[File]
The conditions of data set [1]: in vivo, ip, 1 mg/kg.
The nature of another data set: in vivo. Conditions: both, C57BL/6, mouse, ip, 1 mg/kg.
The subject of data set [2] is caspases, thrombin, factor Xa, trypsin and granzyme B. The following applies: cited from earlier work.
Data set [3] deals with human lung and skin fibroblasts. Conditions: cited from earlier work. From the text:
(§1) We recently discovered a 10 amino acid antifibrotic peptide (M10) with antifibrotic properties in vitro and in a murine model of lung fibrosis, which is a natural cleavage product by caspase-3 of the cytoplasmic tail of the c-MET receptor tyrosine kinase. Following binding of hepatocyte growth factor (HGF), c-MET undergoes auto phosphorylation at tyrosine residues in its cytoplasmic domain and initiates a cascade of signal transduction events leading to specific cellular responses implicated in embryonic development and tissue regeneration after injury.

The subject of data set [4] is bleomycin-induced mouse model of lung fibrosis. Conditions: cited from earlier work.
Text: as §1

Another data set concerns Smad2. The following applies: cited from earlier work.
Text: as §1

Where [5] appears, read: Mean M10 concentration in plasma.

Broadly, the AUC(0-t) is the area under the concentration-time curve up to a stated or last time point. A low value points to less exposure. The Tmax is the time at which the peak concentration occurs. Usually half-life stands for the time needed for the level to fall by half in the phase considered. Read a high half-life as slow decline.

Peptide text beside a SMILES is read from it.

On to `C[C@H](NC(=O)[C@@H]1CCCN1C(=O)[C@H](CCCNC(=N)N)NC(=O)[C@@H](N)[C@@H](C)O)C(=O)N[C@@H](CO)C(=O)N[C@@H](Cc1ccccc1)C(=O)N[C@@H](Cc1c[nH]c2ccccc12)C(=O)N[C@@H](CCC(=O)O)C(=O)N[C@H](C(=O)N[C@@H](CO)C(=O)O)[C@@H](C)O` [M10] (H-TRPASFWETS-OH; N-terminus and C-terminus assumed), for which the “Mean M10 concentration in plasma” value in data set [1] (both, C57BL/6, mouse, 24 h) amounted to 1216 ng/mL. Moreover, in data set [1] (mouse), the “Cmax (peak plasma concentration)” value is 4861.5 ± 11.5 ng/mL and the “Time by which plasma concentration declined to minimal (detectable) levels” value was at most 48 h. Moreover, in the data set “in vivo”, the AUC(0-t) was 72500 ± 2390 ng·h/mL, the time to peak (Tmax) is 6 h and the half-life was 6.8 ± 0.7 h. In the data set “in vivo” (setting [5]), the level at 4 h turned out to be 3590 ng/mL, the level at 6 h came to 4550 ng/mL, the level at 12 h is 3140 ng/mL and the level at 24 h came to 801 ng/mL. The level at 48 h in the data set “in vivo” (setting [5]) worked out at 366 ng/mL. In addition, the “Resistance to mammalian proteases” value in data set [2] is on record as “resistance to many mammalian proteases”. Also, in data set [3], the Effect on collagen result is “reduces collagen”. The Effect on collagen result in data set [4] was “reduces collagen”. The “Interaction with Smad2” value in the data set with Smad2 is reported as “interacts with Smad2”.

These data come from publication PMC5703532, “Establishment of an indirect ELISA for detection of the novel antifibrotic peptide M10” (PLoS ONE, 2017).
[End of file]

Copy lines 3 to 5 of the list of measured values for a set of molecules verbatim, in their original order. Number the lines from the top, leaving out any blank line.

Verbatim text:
The subject of data set [2] is caspases, thrombin, factor Xa, trypsin and granzyme B. The following applies: cited from earlier work.
Data set [3] deals with human lung and skin fibroblasts. Conditions: cited from earlier work. From the text:
(§1) We recently discovered a 10 amino acid antifibrotic peptide (M10) with antifibrotic properties in vitro and in a murine model of lung fibrosis, which is a natural cleavage product by caspase-3 of the cytoplasmic tail of the c-MET receptor tyrosine kinase. Following binding of hepatocyte growth factor (HGF), c-MET undergoes auto phosphorylation at tyrosine residues in its cytoplasmic domain and initiates a cascade of signal transduction events leading to specific cellular responses implicated in embryonic development and tissue regeneration after injury.